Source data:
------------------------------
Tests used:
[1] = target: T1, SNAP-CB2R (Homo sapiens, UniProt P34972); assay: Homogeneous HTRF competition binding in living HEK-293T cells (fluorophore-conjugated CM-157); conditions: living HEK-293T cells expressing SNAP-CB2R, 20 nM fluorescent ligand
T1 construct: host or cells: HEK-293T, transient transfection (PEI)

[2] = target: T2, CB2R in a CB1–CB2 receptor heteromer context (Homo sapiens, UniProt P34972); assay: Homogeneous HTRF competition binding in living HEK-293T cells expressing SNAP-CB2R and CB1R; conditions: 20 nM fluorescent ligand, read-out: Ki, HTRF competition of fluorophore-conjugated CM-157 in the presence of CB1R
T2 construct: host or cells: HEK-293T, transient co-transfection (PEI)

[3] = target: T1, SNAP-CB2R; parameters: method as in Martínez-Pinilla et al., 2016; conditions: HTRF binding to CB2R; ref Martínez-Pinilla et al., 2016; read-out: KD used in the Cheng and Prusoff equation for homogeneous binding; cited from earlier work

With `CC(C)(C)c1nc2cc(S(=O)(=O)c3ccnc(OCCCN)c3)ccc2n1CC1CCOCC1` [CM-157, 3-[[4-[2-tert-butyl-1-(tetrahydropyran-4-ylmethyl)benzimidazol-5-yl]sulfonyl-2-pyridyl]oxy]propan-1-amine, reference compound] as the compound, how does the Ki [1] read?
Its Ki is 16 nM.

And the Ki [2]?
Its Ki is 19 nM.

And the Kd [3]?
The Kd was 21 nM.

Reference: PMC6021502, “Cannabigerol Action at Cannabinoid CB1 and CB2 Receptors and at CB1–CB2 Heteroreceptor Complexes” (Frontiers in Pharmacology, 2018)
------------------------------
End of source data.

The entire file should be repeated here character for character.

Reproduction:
Tests used:
[1] = target: T1, SNAP-CB2R (Homo sapiens, UniProt P34972); assay: Homogeneous HTRF competition binding in living HEK-293T cells (fluorophore-conjugated CM-157); conditions: living HEK-293T cells expressing SNAP-CB2R, 20 nM fluorescent ligand
T1 construct: host or cells: HEK-293T, transient transfection (PEI)

[2] = target: T2, CB2R in a CB1–CB2 receptor heteromer context (Homo sapiens, UniProt P34972); assay: Homogeneous HTRF competition binding in living HEK-293T cells expressing SNAP-CB2R and CB1R; conditions: 20 nM fluorescent ligand, read-out: Ki, HTRF competition of fluorophore-conjugated CM-157 in the presence of CB1R
T2 construct: host or cells: HEK-293T, transient co-transfection (PEI)

[3] = target: T1, SNAP-CB2R; parameters: method as in Martínez-Pinilla et al., 2016; conditions: HTRF binding to CB2R; ref Martínez-Pinilla et al., 2016; read-out: KD used in the Cheng and Prusoff equation for homogeneous binding; cited from earlier work

With `CC(C)(C)c1nc2cc(S(=O)(=O)c3ccnc(OCCCN)c3)ccc2n1CC1CCOCC1` [CM-157, 3-[[4-[2-tert-butyl-1-(tetrahydropyran-4-ylmethyl)benzimidazol-5-yl]sulfonyl-2-pyridyl]oxy]propan-1-amine, reference compound] as the compound, how does the Ki [1] read?
Its Ki is 16 nM.

And the Ki [2]?
Its Ki is 19 nM.

And the Kd [3]?
The Kd was 21 nM.

Reference: PMC6021502, “Cannabigerol Action at Cannabinoid CB1 and CB2 Receptors and at CB1–CB2 Heteroreceptor Complexes” (Frontiers in Pharmacology, 2018)